Attention, Patch families.
As a bestselling author, but most importantly, as a dad, I’ve found this to be my absolute go-to golden rule for parenting: the best way to open doors for your children is to get them to absolutely love to read books. And this won’t happen unless you, the parent, take the job into your own hands.
Reading — no matter what kinds of books they prefer — is the best and only way our kids will be able to grasp a firm footing in this life. Never deny them a book at the store or the library. Make time for reading 20 minutes a day in your house. Read books alongside them. Make the act of reading cool.
There’s a simple, easy way to get started: pick the books your kid will love. You can even use my ReadKiddoRead.com for a list of the best ones out there. Give them books they’ll enjoy, and they’ll pick up the next one on their own. Then another, and another… until you have a full-fledged reader on your hands, destined for great things ahead.
Ways to Celebrate National Reading Month
From storytime to read aloud programs, there are plenty of ways to make your children full-fledged readers — and National Reading Month is the perfect time to start. From showing your child your own children's books from years ago to going to a bookstore and seeing punchy, colorful new covers, either can ignite a love of reading into your child.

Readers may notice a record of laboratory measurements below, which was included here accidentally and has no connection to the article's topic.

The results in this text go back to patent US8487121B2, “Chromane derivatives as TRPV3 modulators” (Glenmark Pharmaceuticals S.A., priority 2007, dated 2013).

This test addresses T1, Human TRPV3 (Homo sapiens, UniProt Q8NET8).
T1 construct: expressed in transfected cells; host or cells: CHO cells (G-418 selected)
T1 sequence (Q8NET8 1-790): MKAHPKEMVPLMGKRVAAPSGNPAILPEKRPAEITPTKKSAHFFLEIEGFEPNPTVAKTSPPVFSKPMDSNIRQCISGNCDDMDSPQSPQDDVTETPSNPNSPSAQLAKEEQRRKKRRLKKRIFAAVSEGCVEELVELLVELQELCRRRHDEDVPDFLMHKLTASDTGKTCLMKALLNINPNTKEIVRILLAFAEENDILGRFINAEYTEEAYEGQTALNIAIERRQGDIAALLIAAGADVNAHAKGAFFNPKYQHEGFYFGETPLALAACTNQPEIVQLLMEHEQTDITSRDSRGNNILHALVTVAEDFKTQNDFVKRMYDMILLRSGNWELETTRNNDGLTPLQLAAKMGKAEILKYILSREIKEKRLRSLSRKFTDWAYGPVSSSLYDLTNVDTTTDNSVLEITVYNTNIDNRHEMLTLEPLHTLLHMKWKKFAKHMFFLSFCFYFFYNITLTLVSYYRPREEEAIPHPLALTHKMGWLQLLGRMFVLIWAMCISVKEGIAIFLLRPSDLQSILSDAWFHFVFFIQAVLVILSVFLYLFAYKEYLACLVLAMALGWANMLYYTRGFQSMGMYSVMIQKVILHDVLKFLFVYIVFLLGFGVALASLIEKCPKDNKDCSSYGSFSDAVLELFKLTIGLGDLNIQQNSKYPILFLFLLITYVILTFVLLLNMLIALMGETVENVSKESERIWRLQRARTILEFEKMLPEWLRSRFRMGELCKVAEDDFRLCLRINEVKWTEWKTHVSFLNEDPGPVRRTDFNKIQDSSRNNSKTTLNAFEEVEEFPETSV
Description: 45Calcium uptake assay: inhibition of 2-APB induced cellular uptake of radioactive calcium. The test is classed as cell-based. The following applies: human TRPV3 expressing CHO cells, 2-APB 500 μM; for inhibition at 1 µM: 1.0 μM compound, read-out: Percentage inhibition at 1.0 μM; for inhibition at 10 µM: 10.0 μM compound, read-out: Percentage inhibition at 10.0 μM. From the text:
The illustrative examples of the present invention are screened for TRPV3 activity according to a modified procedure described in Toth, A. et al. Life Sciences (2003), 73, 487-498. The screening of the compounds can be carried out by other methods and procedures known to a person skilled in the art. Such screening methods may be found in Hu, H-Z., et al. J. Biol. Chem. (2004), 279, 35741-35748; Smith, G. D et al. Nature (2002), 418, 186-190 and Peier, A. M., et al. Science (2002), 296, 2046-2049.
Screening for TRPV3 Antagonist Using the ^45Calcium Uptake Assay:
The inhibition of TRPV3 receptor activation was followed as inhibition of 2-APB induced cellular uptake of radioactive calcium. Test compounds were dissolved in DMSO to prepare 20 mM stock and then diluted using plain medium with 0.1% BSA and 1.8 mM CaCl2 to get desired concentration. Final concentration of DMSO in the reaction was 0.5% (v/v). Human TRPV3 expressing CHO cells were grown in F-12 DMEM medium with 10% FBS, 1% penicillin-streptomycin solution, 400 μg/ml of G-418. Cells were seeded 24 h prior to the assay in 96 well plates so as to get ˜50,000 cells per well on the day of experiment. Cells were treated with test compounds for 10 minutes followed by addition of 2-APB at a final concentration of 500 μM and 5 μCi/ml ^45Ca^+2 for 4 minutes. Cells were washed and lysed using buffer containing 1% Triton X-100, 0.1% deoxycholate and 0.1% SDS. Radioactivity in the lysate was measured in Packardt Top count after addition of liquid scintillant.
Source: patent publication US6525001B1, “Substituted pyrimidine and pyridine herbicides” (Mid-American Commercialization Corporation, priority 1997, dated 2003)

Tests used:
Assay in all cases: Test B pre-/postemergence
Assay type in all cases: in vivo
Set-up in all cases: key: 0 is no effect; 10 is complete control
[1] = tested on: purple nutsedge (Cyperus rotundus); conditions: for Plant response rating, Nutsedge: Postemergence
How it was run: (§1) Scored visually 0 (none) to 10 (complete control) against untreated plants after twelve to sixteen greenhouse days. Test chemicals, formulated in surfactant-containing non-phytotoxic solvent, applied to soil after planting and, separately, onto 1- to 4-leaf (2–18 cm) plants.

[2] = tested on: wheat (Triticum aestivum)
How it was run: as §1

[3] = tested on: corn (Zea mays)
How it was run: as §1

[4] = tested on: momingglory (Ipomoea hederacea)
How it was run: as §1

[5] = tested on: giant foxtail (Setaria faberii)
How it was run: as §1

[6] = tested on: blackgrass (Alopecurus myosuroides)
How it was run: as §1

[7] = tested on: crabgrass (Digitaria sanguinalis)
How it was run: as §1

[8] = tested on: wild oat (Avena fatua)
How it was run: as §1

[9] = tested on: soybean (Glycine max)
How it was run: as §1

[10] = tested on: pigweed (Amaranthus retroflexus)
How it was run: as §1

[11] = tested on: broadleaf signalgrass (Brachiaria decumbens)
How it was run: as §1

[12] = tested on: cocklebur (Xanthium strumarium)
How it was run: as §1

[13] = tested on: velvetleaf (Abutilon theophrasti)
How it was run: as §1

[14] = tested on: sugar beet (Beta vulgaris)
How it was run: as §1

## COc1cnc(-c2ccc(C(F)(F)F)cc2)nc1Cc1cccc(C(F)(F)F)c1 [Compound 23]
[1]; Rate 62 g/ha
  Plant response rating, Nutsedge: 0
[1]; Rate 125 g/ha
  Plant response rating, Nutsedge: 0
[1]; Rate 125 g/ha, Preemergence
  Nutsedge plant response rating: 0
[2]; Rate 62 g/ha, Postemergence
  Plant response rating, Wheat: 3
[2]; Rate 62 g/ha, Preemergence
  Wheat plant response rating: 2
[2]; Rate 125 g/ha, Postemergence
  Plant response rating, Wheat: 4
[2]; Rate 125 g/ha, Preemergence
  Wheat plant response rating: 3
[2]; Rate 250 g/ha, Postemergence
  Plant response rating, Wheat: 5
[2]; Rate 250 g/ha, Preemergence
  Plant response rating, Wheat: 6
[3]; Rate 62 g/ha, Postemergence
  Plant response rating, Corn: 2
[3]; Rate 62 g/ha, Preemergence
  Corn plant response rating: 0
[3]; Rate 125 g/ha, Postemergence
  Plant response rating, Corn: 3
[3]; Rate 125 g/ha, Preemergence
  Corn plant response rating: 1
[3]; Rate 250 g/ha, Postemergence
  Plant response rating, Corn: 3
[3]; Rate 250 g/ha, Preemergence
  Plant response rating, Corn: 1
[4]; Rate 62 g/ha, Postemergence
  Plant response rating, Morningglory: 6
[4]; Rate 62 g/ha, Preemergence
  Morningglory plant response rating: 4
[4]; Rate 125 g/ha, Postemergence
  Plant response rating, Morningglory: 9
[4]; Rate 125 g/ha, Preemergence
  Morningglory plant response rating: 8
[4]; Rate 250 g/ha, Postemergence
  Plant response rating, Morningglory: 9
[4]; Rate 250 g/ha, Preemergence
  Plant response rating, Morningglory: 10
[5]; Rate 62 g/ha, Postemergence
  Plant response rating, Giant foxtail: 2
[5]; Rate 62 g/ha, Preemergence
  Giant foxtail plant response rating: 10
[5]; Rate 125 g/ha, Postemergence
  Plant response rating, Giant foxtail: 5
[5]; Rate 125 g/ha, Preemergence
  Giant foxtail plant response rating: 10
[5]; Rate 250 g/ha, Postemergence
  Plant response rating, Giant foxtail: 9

The National Education Association, which launched a Read Across America program to motivate kids to read, has plenty of resources on its site. Looking for the best books your family can read together? Then check out this list, the Teachers' Top 100 Books for Children Get ready to grab "Cat in the Hat" and "Charlotte's Web" from your local library — which could also have a children's reading room with interactive games and toys about characters from various books.
NEA also has booklists for every state, including 26 Fairmount Avenue by Tomie dePaola, The Witch of Blackbird Pond by Elizabeth Speare and From the Mixed-up Files of Mrs. Basil E. Frankweiler by E.L. Konigsburg for Connecticut.
And if you're looking for more great books to read to your kids, check out the ReadKiddoRead Foundation's website for reading lists by age group and category.
Brookfield Library also offers plenty of resources.
What are you reading for National Reading Month?